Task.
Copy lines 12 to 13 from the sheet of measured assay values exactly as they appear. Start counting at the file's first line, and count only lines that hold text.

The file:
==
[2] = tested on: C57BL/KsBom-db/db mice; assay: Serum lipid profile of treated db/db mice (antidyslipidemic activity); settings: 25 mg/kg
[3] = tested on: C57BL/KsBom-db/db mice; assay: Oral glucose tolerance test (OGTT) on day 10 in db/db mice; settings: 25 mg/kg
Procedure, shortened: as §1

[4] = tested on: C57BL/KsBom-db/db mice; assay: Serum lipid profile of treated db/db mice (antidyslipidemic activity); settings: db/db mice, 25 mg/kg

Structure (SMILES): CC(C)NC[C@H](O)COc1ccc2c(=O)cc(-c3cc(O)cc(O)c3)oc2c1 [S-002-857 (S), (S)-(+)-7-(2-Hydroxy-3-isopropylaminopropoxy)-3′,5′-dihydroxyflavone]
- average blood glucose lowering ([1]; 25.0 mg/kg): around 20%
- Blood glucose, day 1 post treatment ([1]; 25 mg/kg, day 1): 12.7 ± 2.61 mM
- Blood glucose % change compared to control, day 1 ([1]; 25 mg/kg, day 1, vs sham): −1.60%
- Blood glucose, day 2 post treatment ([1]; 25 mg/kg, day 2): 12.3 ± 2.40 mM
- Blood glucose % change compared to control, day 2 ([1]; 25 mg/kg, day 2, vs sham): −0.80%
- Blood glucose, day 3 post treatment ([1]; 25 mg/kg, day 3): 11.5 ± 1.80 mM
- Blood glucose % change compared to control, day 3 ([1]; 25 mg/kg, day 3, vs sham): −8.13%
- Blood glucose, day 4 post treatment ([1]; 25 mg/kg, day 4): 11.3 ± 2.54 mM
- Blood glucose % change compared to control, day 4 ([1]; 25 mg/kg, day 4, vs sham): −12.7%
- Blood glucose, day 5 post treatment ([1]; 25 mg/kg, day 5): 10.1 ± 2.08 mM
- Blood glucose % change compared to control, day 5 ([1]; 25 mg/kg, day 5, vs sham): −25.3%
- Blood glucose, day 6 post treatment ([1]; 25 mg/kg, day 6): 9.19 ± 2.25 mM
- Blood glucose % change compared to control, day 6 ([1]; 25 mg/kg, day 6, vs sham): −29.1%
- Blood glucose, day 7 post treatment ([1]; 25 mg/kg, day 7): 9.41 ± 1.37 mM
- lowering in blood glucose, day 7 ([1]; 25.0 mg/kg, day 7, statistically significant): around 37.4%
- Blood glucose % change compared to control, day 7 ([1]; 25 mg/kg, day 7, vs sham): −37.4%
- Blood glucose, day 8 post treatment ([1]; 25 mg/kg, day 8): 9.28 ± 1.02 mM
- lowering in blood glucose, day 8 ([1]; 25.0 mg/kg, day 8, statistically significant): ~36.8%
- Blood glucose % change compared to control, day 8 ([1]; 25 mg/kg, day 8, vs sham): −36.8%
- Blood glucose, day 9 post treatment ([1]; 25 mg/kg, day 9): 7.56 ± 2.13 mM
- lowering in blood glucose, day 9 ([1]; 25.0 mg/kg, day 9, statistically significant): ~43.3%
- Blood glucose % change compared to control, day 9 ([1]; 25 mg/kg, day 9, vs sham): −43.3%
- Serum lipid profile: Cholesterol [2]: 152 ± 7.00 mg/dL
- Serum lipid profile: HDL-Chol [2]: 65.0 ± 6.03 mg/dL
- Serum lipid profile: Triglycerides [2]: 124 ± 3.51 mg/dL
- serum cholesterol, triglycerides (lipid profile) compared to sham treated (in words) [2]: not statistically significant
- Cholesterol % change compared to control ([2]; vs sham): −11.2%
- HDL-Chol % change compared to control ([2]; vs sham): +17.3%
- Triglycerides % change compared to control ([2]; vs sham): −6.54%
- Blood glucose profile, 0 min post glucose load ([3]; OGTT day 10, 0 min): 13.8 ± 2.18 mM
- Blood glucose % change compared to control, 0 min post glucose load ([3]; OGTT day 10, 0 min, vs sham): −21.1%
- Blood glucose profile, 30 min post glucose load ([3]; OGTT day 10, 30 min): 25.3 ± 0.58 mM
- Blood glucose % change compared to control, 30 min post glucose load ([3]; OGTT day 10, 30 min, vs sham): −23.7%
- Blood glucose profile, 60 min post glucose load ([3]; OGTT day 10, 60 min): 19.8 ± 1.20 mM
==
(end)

- Blood glucose % change compared to control, day 3 ([1]; 25 mg/kg, day 3, vs sham): −8.13%
- Blood glucose, day 4 post treatment ([1]; 25 mg/kg, day 4): 11.3 ± 2.54 mM